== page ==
Yankee Harbour to Hannah Point

South Shetland Islands Travel Blog

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so beautiful

Date: 09-02-07

Aitcho islands, Barrientos island

06:00 Position        62˚24’7.S        059˚44’4.W on anchor by Aitcho Islands

19:00 Position        62˚31’7.S        059˚47’0.W on anchor Yankee Harbour

Weather:

Bleu sky calm morning later cloudier

Wind:                SW2        afternoon SW6           

temperature:     2     

 

Back on board its time for lunch while going anchor up to set sail to Edinburgh hill.

  This volcanic cone consists of Basalt columns that ones formed the core of a volcano. Now the sides have eroded away and the hard core is exposed. On our way from Edinburgh rock to Yankee Harbor we spot our first 2 Antarctic Minke Whale. On the icebergs we also spot 2 crabeater seals. Crabeaters don’t eat crab but Krill. They have special teeth that act as a sieve to filter the Krill from the water.

 

Mike colours up the geological side of the story white an entertaining talk in the deckhouse.

some people enjoy there dinner with beautiful views outside whilst on the hook in Yankee. After dinner we celebrate 2 birthdays with Rensje’s and Anna’s Apple pie. 

What a splendid day!

 

Date: 10-02-07

From: Yankee Harbour To: Hannah Point

13:30 Position        62˚38’99.

Edinburgh hill
  S        060˚37’28.W Hannah Point

Weather:

Wet snow

Wind:var 3 wind later SW 5                

Temperature: 4

 

Its another early rise lifting the hook at  7 o’ clock the caterpillars below taking us to Hannah point today.

Outside its snowy inside the deckhouse fills up for a lecture by Mike about Geology of Antarctica.

On arrival of Hannah Point we are called on the VHF radio by “Hannah Point campiamiento” to welcome us. 3 Chilean scientist camping here doing research, ashore Mike explains about the Jasper dyke and rock formations, Bart about the birds, Tjalling about the place expelled stomach-linings by chinstraps, Antarctic flora and Foyns exploding harpoon head we find ashore.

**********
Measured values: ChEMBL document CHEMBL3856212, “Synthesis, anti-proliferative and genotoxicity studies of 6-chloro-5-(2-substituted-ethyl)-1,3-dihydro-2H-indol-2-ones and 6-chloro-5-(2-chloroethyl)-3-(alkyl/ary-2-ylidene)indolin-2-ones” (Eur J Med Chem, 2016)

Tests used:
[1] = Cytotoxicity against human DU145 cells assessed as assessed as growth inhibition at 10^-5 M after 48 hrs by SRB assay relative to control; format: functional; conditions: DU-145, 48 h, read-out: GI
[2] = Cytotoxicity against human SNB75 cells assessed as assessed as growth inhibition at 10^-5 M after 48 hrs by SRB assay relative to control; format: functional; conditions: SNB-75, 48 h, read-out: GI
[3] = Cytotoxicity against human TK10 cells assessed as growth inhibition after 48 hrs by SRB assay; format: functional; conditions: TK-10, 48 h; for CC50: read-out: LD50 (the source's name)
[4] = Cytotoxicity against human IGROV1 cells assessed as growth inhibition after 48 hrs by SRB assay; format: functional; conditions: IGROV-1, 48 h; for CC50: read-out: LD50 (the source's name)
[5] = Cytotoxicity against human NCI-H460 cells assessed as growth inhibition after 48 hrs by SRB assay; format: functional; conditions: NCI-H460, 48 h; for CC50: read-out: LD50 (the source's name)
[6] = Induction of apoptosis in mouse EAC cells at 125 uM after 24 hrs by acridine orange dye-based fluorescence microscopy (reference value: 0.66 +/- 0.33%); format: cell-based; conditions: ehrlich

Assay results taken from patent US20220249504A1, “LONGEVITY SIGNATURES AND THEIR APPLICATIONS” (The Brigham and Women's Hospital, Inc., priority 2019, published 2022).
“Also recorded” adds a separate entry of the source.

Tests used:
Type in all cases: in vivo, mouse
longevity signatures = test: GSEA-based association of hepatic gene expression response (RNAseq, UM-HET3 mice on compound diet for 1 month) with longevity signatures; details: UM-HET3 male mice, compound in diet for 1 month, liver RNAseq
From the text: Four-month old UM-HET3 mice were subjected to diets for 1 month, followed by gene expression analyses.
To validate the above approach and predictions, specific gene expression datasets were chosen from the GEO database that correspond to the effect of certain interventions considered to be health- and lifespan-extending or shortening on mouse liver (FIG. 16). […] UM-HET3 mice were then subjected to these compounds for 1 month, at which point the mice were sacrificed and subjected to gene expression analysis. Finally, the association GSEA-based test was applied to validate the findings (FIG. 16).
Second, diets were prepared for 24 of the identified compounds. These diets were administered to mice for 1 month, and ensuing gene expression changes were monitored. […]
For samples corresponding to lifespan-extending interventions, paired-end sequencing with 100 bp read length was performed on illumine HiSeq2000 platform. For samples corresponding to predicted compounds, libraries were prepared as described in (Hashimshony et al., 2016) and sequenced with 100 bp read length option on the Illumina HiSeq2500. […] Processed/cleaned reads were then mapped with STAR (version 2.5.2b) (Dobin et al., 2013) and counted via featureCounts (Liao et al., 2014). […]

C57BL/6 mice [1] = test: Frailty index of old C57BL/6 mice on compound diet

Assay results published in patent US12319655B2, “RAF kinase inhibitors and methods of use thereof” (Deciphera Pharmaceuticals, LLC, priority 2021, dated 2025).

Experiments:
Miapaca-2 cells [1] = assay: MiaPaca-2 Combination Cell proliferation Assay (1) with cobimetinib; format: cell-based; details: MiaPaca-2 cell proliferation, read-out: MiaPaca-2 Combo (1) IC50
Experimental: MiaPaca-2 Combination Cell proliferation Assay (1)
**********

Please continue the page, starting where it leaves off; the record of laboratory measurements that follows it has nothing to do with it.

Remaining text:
Hannah Point is a real microcosm of Antarctic wildlife. We see not only hundreds of Gentoo penguins and Chinstrap Penguins, but also two Macaroni penguins. Really strange to think about Macaroni penguins are the most abundant of penguins, with an estimated population of about 18 million. Gentoo penguins are one of the least abundant species. Nonetheless the Macaroni penguin is a really beautiful penguin with it’s long yellow feathers above it’s eyes.

 

We further see some Southern Giant Petrels learning to fly. They fly from a rocky outcrop to a lower lying place. After that they slowly walk back over the crumbly volcanic slope to their original take-off spot to try again. On the beach there are two male Southern Elephants fighting. They grunt and grawl and attack one another by standing in an half-upright position against each other and slamming their teeth in to each other. Next we see our first Weddell Seal lying peacefully on the beach.

 

Later we see two plant species on the vulcanic ashes: Deschampsia antarctica and Colobanthus quitensis. Both are small bleak plants, the only two higher flowering plant species occurring on Antarctica on the edge of life.

 

At the end of our walk the Chilean Geologists explain about there research and show us many fossils

2 guest from the station come on board to enjoy dinner with

Chocolate mouse for desert.

During dinner Wind picks up quite a lot for the crew and the 2 guest its very wet ride back.

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so beautiful
so beautiful
Edinburgh hill
Edinburgh hill
Macaroni penguins
Macaroni penguins
South Shetland Islands
photo by: alitoronto